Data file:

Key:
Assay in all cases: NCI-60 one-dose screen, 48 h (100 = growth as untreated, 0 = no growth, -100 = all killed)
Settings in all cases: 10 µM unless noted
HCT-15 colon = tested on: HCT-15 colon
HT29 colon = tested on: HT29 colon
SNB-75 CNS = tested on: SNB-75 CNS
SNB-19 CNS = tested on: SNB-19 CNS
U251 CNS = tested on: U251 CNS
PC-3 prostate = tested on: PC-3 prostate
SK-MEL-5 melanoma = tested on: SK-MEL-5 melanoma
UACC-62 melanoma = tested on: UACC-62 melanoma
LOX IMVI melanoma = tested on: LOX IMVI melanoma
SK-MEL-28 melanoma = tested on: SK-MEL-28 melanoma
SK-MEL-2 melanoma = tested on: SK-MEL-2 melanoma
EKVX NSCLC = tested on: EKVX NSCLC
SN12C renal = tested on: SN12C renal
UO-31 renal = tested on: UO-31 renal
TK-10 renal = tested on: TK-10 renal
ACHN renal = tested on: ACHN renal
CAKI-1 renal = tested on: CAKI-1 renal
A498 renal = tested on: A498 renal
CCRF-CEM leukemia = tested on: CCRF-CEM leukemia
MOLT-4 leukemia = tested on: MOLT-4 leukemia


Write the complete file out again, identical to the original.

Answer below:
Key:
Assay in all cases: NCI-60 one-dose screen, 48 h (100 = growth as untreated, 0 = no growth, -100 = all killed)
Settings in all cases: 10 µM unless noted
HCT-15 colon = tested on: HCT-15 colon
HT29 colon = tested on: HT29 colon
SNB-75 CNS = tested on: SNB-75 CNS
SNB-19 CNS = tested on: SNB-19 CNS
U251 CNS = tested on: U251 CNS
PC-3 prostate = tested on: PC-3 prostate
SK-MEL-5 melanoma = tested on: SK-MEL-5 melanoma
UACC-62 melanoma = tested on: UACC-62 melanoma
LOX IMVI melanoma = tested on: LOX IMVI melanoma
SK-MEL-28 melanoma = tested on: SK-MEL-28 melanoma
SK-MEL-2 melanoma = tested on: SK-MEL-2 melanoma
EKVX NSCLC = tested on: EKVX NSCLC
SN12C renal = tested on: SN12C renal
UO-31 renal = tested on: UO-31 renal
TK-10 renal = tested on: TK-10 renal
ACHN renal = tested on: ACHN renal
CAKI-1 renal = tested on: CAKI-1 renal
A498 renal = tested on: A498 renal
CCRF-CEM leukemia = tested on: CCRF-CEM leukemia
MOLT-4 leukemia = tested on: MOLT-4 leukemia